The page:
Sunday, July 15, 2007

On life

I'm not a biologist, far from it. But I have an open mind and am interested in reading up on subjects about which I know little. For Christmas 1991, Derek (who has a degree in marine biology) gave me a softcover book whose title is simply "Microcosmos". I suppose Derek's intent was meant as a juxtaposition to my interests in the "macrocosm" which is a subject of study in astronomy (a hobby of mine). This book was written by Dr. Lynn Margulis and Dorion Sagan. Its subject is the evolution of life from the beginning (four billion years ago) to now.

After many partially successful starts, so they write, the most basic form of life was found in the form of single cells without nucleus (prokaryotic cells). Other cell forms evolved which preyed on these prokaryotic cells and invaded them. Most of the prokaryotes died as a result. Since killing the host takes the invader with it, this is a self-defeating process. There were some prokaryotes, however, which got "sick" but did not die, even though they now contained the foreign invaders. Over time, the invaders, whose task it was to subvert the cell machinery to their own purposes (any virus does the same thing today), gave up some of their own functions (those that duplicated the identical function in their hosts), and the hosts acquired some beneficial functionalities from their invaders which they had not had before. This result then made host and invader dependent on each other - we call this process a symbiosis. Eventually, our current cell system evolved in such a way that these formerly foreign invaders are a necessity for a viable cell. Cells that contain this symbiotic arrangement are called eukaryotic cells. The inclusions are seen easily under a microscope - we call them mitochondria and nuclei. Most life forms, especially we humans, are made up of eukaryotic cells whose individual function depends critically on this symbiotic relationship.

Why am I mentioning all that? As may you know from my previous posts and Derek's own blog (, Derek developed colon cancer within the last year. The aforementioned book states on page 148 of the softcover edition (Simon and Schuster Touchstone, publisher): .... "The body is totalitarian in its regulation of genes. Once a cell becomes a muscle cell, for example, it is so forever. The only exception to this rule of permanent roles within the body is during cancer, when cells seem to revert back to the more promordial condition of reproducing continuously, without regard to their place or function in the body. During cancer, chromosomes break apart and mitochondria reproduce even more rapidly then the cells of which they are a part..... ..... It is as if the uneasy alliances of the symbiotic partnerships that maintain the cells disintegrate. The symbionts fall out of line, once again asserting their independent tendencies, reliving their ancient past. The reasons, of course, are not all that clear, but cancer seems more an untimely regression than a disease. Genes are regulated and cells differentiated in the body by a complex interaction of biochemicals within the body. When these biochemicals are diluted by the introduction of cigarette smoke, sodium nitrate, and other carcinogens, they cannot perform their task. Consequently cells tend to behave like children in a class room whose teacher has left: they go wild, they get out of their cellular 'seats', they play and reproduce in an unregulated, wanton fashion."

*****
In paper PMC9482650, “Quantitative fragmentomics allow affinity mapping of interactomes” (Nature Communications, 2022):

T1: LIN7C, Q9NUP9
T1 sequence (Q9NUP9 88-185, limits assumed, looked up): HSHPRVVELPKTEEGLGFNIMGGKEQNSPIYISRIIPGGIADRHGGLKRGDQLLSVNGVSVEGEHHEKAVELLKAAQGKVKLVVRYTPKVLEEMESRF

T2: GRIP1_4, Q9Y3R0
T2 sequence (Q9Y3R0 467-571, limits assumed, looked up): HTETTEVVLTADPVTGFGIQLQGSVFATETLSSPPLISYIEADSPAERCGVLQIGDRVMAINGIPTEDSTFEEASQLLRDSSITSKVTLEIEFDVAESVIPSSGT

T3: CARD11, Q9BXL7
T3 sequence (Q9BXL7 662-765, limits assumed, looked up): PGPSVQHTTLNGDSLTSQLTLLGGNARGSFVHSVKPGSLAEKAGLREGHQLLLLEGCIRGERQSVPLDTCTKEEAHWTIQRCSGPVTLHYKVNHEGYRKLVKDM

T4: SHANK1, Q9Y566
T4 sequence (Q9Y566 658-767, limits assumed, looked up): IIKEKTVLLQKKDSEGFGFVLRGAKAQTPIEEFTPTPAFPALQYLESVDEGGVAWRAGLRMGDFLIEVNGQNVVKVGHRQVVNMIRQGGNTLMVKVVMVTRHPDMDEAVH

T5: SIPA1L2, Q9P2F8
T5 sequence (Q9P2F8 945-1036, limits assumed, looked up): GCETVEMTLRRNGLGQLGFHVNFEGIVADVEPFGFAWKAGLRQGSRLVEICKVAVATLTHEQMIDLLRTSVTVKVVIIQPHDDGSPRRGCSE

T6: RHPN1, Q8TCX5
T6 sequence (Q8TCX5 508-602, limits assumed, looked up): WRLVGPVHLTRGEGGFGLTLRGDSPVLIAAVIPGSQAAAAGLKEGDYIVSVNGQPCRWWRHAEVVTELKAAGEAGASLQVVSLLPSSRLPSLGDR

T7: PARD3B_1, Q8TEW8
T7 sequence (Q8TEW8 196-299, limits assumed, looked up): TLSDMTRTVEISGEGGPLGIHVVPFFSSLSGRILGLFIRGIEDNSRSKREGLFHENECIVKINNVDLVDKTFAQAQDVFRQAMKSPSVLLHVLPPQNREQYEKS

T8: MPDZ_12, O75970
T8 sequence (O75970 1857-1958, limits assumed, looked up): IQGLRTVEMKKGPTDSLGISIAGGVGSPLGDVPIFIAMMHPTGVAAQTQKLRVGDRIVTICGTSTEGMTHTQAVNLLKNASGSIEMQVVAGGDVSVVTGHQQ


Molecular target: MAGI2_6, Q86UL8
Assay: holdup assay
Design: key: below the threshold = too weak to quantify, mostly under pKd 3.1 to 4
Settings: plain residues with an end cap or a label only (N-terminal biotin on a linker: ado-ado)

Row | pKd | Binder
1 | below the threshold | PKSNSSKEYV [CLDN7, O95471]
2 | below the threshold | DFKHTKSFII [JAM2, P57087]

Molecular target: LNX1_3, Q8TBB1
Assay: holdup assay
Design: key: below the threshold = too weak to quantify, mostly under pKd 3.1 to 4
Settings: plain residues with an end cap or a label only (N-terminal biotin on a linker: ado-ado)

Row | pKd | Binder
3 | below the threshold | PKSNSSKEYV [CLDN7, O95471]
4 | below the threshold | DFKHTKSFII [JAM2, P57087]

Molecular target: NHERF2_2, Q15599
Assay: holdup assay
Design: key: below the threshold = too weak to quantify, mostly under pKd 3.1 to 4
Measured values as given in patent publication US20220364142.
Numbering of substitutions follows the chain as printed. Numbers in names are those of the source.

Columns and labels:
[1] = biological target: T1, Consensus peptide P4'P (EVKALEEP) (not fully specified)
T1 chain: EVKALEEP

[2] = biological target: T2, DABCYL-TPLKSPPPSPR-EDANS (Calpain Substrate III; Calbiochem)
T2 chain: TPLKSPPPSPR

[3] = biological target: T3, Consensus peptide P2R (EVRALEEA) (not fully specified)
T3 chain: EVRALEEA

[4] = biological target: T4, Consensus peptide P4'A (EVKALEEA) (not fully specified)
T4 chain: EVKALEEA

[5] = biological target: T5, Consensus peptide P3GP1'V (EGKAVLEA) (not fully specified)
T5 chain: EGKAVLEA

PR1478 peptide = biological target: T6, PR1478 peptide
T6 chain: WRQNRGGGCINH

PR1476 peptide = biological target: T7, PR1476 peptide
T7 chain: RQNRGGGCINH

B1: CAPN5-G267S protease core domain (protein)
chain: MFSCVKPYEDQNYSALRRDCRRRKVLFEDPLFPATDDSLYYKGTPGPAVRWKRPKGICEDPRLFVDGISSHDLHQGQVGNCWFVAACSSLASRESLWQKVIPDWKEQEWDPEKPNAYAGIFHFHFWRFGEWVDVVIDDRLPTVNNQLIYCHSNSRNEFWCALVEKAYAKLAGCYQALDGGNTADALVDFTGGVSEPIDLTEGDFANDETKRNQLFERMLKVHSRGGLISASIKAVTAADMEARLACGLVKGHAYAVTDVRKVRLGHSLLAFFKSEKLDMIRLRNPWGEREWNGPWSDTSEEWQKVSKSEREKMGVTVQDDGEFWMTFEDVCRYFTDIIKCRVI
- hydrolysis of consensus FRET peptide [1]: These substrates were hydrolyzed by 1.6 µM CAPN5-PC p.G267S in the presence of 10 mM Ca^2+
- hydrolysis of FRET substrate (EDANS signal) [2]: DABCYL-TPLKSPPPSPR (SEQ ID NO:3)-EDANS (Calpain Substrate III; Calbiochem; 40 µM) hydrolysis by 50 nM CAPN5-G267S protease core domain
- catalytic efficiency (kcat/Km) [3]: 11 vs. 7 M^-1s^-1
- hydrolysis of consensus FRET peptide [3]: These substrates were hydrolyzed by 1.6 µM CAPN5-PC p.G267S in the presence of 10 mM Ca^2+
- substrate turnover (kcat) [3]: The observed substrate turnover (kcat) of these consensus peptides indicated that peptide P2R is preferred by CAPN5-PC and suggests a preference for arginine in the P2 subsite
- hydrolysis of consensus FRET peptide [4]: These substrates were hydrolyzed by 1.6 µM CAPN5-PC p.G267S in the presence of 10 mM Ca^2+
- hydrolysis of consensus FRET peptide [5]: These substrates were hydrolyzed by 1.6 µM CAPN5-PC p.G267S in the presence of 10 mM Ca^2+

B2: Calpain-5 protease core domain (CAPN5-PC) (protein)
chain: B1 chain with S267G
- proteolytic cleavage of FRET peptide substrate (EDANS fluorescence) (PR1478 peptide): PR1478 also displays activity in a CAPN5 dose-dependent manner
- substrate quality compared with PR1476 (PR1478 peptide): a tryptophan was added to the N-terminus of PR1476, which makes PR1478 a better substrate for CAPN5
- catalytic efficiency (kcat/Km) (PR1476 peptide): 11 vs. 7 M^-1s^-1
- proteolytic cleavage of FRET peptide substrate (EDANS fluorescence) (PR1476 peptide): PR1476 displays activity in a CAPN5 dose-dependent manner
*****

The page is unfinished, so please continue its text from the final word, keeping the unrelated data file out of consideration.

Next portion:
Who knows what kicked off this serious turn of events in Derek's colon? It is easy to describe this condition in physical terms, but the emotional component for those who are afflicted, and their family and friends cannot be so easily understood. Derek never smoked, but what about the preservatives in our foods (among which are nitrates), second-hand cigarette smoke, pesticides used in agriculture, cosmic rays? We'll likely never know.

The irony of Derek giving me a book years ago, some of whose content describes a situation of which he is now a victim, is not lost on me.

For those of you who are interested in the book, it is still available here:


Christa Giles said...

Verrry interesting! When I saw the title of the book, I was expecting something like the movie of the same (or at least similar) name, that features teeny tiny cameras attached to bugs n such so we can see what they do in a day.

Similar enough, I guess, but different.. I'll add it to my reading list!

Shane Hendricks said...


Well, my day gig is in the molecular diagnostics realm. I just did complete my MS in molecular a few months ago.

Part of my studies included an oncology course, and we basically read journal articles back to the beginnings of cancer research up through to the present day. The biochemical causes of cancer are multifaceted and complex; mutagens aren't solely responsible for cancer, just as genetic predispositions aren't. All of our cells have a background mutation rate, so we can spontaneously get cancer when our DNA repair mechanisms--a normal part of everyday life--fail or go out of whack.

I guess what I'm trying to say is that--try what one may--there's no way to completely eliminate the risk of cancer, even if one eats nothing but the healthiest of food, avoids sunlight, drinks the cleanest water, doesn't smoke, doesn't drink, etc. If food preservatives were a strong carcinogen then I'd expect to see a lot more of us with cancer, epidemiologically speaking; maybe preservatives work in concert with other mutagens, or maybe not. Obviously, there are associations and increased risk with certain behaviors and exposures, but it's hard to pin down a sole cause in all cases.